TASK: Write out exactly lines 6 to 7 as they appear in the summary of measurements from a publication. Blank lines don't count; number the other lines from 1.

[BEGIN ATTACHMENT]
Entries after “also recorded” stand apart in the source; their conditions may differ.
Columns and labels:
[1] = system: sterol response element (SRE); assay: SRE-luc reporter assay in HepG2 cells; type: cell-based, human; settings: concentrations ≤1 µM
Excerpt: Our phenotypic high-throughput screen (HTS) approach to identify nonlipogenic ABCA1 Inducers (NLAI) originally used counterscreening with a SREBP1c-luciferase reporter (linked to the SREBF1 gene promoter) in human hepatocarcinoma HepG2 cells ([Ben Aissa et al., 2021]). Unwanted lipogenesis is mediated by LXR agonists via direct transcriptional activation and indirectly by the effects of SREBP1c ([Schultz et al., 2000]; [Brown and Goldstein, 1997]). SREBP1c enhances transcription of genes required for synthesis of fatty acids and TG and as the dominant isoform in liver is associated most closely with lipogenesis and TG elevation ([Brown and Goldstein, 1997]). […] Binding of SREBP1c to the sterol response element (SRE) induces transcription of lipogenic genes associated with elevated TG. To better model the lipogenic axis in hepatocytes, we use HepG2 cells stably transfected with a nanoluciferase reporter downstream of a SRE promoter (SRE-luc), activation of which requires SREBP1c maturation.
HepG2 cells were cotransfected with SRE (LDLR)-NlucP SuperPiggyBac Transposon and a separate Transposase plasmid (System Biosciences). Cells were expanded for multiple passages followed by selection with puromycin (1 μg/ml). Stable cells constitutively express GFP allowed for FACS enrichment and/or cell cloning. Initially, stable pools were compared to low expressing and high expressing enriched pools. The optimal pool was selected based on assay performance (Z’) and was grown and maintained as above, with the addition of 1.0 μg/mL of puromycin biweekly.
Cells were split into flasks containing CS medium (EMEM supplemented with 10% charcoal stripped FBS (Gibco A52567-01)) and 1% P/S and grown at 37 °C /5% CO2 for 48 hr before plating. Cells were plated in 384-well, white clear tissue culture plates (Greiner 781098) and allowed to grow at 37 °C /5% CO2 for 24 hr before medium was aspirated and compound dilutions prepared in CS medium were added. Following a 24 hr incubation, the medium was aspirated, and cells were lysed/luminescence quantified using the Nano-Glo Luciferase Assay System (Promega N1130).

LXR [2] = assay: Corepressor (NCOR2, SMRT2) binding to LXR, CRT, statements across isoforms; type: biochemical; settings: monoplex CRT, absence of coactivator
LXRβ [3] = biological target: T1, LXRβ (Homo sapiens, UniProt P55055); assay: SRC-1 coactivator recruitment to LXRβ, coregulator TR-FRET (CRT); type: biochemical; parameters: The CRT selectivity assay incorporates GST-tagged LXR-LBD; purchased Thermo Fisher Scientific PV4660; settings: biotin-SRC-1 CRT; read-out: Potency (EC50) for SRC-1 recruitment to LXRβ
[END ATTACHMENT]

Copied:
Cells were split into flasks containing CS medium (EMEM supplemented with 10% charcoal stripped FBS (Gibco A52567-01)) and 1% P/S and grown at 37 °C /5% CO2 for 48 hr before plating. Cells were plated in 384-well, white clear tissue culture plates (Greiner 781098) and allowed to grow at 37 °C /5% CO2 for 24 hr before medium was aspirated and compound dilutions prepared in CS medium were added. Following a 24 hr incubation, the medium was aspirated, and cells were lysed/luminescence quantified using the Nano-Glo Luciferase Assay System (Promega N1130).

LXR [2] = assay: Corepressor (NCOR2, SMRT2) binding to LXR, CRT, statements across isoforms; type: biochemical; settings: monoplex CRT, absence of coactivator